On the bright side, NICHD is hoping to move forward with implementing its new research plan on Down Syndrome that was developed last year, as well as new research on math learning disabilities. The Friends of NICHD is planning a coalition-wide lobby day in April to meet with appropriators about the need for increased funding for the institute and NIH as a whole.


Science GRO Presents Advocacy Plan at AAAS Convention

The American Association for the Advancement of Science (AAAS) invited APA’s Science GRO staff to participate in a panel on science advocacy at their annual convention in Boston over President’s Day weekend. Science GRO’s Heather Kelly delivered a talk on “Advocacy in the Trenches: Making the Behavioral and Social Sciences Policy Relevant” and highlighted how APA approaches advocacy on Capitol Hill and within the executive branch agencies. The session was organized by members of AAAS’ Committee on Scientific Freedom and Responsibility, and both AAAS staff and scientists at the session were impressed with the extent and sophistication of APA’s advocacy efforts.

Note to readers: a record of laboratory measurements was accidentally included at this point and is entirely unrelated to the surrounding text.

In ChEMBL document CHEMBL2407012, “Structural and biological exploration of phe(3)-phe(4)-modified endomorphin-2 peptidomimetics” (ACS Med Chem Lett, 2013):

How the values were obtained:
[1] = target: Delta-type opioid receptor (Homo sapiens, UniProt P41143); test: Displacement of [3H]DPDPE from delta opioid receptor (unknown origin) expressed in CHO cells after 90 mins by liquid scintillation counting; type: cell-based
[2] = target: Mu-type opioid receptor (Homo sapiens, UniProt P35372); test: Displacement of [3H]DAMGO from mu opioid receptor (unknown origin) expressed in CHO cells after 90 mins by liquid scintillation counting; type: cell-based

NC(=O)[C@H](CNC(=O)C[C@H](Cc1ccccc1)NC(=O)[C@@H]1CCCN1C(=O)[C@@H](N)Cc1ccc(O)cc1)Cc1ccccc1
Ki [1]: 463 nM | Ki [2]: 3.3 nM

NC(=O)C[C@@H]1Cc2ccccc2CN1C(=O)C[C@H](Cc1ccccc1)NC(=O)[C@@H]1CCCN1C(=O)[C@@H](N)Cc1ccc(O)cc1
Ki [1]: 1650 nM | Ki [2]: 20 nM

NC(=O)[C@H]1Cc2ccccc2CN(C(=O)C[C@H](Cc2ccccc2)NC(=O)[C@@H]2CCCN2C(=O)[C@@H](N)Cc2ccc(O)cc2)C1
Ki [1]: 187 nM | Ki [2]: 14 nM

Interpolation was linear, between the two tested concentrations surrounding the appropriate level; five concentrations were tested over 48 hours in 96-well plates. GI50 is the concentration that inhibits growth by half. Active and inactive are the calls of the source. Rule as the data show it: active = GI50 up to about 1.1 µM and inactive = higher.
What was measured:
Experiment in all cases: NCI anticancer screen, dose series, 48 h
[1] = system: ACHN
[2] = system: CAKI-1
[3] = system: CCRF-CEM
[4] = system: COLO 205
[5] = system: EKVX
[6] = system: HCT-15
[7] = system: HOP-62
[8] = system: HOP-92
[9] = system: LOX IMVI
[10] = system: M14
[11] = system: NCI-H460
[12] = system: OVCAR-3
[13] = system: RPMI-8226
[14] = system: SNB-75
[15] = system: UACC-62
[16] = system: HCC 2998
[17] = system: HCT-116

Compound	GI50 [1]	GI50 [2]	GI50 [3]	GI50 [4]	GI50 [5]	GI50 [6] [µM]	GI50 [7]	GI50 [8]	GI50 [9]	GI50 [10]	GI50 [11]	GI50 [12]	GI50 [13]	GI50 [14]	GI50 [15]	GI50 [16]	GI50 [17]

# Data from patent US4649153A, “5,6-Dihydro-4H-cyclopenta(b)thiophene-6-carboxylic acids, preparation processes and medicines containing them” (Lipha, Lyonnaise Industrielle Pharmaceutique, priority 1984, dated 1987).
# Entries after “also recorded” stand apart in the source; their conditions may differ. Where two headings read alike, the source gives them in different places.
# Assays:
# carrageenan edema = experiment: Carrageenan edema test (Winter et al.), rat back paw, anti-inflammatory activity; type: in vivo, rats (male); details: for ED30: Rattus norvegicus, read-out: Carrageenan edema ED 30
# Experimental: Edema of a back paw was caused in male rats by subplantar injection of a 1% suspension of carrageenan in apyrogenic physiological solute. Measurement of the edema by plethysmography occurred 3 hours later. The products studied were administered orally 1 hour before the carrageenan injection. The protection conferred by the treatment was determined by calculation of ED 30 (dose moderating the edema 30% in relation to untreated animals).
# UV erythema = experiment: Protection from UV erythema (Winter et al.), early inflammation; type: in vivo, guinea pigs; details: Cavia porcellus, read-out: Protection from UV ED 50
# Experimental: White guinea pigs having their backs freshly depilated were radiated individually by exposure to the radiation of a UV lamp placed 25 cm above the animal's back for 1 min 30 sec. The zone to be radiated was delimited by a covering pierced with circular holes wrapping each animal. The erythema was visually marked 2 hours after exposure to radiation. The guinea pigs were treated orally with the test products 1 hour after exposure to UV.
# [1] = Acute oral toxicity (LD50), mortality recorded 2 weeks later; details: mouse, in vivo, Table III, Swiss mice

APA Seeks to Increase Profile of NIJ Research